Right. Well I think it goes back to whether you’re working on type of sales letter approach or just a standard shopping. Um, keep in mind [inaudible] a lot of the, the sales letter go from driven traffic. So if you’re taking that approach and you’re driving traffic to that, usually that is gonna work better than just the, the product title. Now it’s very rare that you find an online store that has the type of naming convention because they, they, even though we know that that would probably work better, they want to have a standardized product naming convention. So they’re not going to say, I’m amazing. I renewal cream. They’re going to say just renewal cream cause that’s the name of the product. So a lot of companies tend to keep that conventional approach. Um, but if you’re going towards the more sales letter approach, I would definitely encourage you to take the other um, approach.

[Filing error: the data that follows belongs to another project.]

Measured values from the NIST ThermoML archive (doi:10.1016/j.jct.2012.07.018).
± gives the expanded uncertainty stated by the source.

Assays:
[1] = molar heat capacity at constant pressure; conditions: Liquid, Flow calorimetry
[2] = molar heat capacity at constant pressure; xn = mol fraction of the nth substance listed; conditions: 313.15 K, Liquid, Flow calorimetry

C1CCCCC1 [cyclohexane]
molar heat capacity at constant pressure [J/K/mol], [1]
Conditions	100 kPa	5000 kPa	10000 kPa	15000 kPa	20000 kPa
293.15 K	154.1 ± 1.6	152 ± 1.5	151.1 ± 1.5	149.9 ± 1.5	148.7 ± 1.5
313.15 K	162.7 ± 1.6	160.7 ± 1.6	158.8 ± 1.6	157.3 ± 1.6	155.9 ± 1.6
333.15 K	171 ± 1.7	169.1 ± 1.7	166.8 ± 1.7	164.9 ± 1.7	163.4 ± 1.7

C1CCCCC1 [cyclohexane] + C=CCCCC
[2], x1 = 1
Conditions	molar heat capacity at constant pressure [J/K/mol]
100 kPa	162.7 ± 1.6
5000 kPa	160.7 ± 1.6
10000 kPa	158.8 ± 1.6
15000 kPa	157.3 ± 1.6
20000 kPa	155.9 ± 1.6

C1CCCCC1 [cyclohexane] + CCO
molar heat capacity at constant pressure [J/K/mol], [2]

Marco Hernandez: (32:14)
Now from a description standpoint, I think it’s always going to be benefit oriented and not feature oriented. People don’t buy because the, what they’re reading makes sense, but they, they buy because they’re connecting with the product. Um, they, you must always address who is this ideal for? What am I gonna feel, see taste when I try your product and what benefits am I going to get from it? If you write the copy around those aspects, it’s going to be more engaging with your audience. That just saying, oh, this measures two inches by five by 10 it wastes this much. We don’t care about those things we care about. Is it going to solve my problem or not? So a lot of the times we forget about addressing the problems. So why would I buy, um, your cell phone? Well, this is the newest technology that, uh, has the, the latest cameras that you can take the best photographs with your kids.